The government will establish a 24-hour coordination center and strengthen aerial surveillance above venues as part of a security strategy for the 2020 Olympic Games, according to a plan approved Tuesday.
Prime Minister Shinzo Abe touted the plan — along with a controversial bill that would punish the planning of serious crimes — as part of an overall security framework.
The bill, deliberation of which is expected to begin in on Thursday, has been criticized by opposition parties and legal advocates as a potential vehicle for arbitrary state surveillance and the suppression of free speech.
“The safe and smooth preparation and running of the games are important responsibilities of the government,” Prime Minister Shinzo Abe told a meeting of the Olympic and Paralympic task force. “I want the whole of Japan to work together on each of these measures.”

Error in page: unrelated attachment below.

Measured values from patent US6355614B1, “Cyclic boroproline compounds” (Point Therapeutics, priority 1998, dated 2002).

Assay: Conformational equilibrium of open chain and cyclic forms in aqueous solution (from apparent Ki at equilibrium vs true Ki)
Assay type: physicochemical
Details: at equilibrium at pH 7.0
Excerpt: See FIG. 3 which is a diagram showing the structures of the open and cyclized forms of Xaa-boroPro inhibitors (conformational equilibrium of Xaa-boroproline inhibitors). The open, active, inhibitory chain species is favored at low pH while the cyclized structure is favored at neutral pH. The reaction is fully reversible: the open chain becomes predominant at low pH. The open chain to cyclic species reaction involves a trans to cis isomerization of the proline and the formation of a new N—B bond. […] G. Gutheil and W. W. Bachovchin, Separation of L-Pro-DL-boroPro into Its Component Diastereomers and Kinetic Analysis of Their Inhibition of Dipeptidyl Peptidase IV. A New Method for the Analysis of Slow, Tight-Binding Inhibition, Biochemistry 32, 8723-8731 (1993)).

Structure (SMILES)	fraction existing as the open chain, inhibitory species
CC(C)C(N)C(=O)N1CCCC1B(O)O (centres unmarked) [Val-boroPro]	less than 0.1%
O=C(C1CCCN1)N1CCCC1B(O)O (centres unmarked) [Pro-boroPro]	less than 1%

A separate security information center, to be opened around July this year, is also included in the plan. It will be managed by a range of government bodies with the National Police Agency at its core.
The government also formally agreed Tuesday to hold Olympic baseball and softball events in Fukushima Prefecture. The International Olympic Committee approved the move last month, hailing the support it would give to areas hit by the March 2011 earthquake and tsunami disaster.
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